Why you still see plastics littering streets despite ban
By Graham Kajilwa
| Dec 4th 2017 | 4 min read
The ban on plastic bags by the Government in August has driven their manufacture and sale underground as black market racketeers find avenues to rake in huge profits.
Investigations by The Standard have revealed that some traders are flirting with jail terms and heavy fines by secretly stocking and selling plastic bags.
The traders risk four years in jail or Sh4 million in fines should they be arrested and convicted.
Our investigations revealed that the bags are still being sold, sometimes in plain sight
Although small-scale traders are the worst hit by the ban on plastic bags, they are also the most daring when it comes to defying the ban.
A number of them have found ways of stocking the bags by all means and devised methods of camouflaging their illegal activities, only sell the bags to select and trusted clients, mostly male.
"I encourage my customers to come with their own bags, which most women do. But men generally do not carry bags. So I charge them Sh5 for every bag," said Cecilia, who sells vegetables in Eastleigh.
She admitted that she always has plastic bags stuffed in her handbag.
Initially, traders did not charge their customers for plastic bags. But as Cecilia's colleague, Alphonse Odiwuor explains, the ban pushed up the prices of the bags, now sold on the black market. And it is customers who bear the cost.
"The pack that held 200 carrier bags used to be sold for Sh50 at most. But now it is retailing at Sh130, and you cannot get it just anywhere. You need to know people who know people," said Mr Odiwuor.
This means that before the ban, a small plastic bag was a paltry Sh0.10, which small-scale traders could afford to pack chopped sukuma wiki, sugarcane pieces or cooked githeri in.
But at Sh130 a pack, it means the small bags now cost Sh0.65, which the traders say makes a considerable difference in their profit margins.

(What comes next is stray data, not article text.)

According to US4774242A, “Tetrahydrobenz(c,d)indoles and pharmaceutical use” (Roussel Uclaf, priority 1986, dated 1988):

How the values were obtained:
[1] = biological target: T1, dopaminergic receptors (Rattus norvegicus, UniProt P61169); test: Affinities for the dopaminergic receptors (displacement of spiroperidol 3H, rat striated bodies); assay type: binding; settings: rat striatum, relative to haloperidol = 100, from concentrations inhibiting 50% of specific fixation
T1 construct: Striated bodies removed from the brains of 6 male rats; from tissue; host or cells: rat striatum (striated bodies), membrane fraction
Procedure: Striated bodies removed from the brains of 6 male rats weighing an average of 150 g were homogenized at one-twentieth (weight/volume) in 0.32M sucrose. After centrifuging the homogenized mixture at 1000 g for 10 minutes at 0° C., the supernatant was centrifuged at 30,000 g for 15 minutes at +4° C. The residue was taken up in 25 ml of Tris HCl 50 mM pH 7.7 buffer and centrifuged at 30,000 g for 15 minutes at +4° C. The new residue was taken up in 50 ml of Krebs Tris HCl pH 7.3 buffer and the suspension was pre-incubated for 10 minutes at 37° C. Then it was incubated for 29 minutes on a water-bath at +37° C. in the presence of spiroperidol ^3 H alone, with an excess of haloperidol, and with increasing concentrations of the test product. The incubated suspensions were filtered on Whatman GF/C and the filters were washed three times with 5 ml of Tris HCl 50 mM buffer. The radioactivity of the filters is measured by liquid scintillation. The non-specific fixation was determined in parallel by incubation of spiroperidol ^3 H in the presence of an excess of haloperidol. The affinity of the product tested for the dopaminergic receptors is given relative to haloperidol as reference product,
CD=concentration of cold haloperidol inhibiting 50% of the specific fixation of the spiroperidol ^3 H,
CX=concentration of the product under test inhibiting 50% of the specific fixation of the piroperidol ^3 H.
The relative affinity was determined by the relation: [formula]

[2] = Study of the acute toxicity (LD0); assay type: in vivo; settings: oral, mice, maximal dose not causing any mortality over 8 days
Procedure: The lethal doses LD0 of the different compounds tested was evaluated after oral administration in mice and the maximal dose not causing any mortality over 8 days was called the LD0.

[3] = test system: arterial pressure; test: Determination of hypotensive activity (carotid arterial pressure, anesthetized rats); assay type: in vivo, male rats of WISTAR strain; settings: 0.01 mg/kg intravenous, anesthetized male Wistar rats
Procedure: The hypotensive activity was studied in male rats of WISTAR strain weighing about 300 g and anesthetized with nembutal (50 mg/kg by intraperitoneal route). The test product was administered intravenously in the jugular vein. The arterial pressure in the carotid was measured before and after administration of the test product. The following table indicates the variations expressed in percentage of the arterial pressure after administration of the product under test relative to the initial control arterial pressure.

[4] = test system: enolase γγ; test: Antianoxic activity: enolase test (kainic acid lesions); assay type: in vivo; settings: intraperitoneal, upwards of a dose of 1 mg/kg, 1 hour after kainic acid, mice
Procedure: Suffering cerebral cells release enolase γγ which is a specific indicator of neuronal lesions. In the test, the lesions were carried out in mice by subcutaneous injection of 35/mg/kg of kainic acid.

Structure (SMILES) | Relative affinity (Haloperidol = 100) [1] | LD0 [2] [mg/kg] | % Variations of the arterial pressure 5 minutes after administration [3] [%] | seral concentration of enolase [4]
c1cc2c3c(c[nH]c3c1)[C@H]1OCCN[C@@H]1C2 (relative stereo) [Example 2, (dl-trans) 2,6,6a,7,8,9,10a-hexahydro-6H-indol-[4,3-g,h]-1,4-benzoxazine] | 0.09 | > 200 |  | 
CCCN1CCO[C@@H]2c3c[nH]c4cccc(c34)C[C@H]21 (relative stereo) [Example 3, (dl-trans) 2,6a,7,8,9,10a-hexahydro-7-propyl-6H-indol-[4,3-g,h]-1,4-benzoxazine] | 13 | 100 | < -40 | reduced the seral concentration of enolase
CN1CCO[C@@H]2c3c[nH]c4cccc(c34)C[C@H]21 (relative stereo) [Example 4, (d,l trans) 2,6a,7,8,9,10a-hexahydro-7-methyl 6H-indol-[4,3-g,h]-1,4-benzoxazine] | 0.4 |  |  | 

Some traders charge their clients extra for the risk of getting arrested for defying the ban, which was contained in a Kenya Gazette notice dated February 28 and signed by Environment Cabinet Secretary Judi Wakhungu.
Since the the ban took effect on August 29, the National Environment Management Authority (Nema) has arrested 20 people. Nema Director General Geoffrey Wahungu said the 20 were arrested in Bomet and Mombasa counties.
On November 13, seven people were arrested in western Kenya for using plastic bags. In the same month, a businesswoman in Nyeri County was released by a court on a Sh2 million bond after being arrested with 17 different types of the banned plastic bags.
Nine weeks since the grace period elapsed, some traders seem to have acquired new stock yet manufacturers are assumed not to be producing any more.
"If you walk carefully through this market, you will see one or two people with them. Where they get them from I do not know, but they always have them in stock. They are being sold like some black market product, you really have to know people," said Robert Macharia, a trader at City Market in the central business district.
Noting that the ban had to some extent made the market cleaner, Mr Macharia said it had also affected customer service.
According to the trader, Nema ought to have come up with a specific design and material of plastic bags to be used instead of a blanket ban that left business people with no alternative.
"What we do not have is a specific alternative to the banned bags. People are trying everything they can to wrap meat. Nobody wants blood dripping on their clothes when they buy meat and carry it in eco-friendly bags," he said.
The effects of the ban continue to unfold.
Just like Kings Plastics, which sent away workers after the ban came into effect, a similar notice of company closure still hangs at the entrance of Laneeb Plastics Industries located at City Cabanas along Mombasa Road.
According to a security guard at the firm, the firm's machines stopped roaring on August 28.
“People were told to go home. Just like that, and they lost their jobs,” he said.
The closure was felt by more than its workers. A group of women who sold food - mainly tea, beans, chapati and fruits to the workers - also vanished once the factory stopped operating.
“I have no idea where they went. But this company was their source of customers. Almost everyone bought food from them because it was risky and difficult to cross the busy highway just to buy food,” said the guard.
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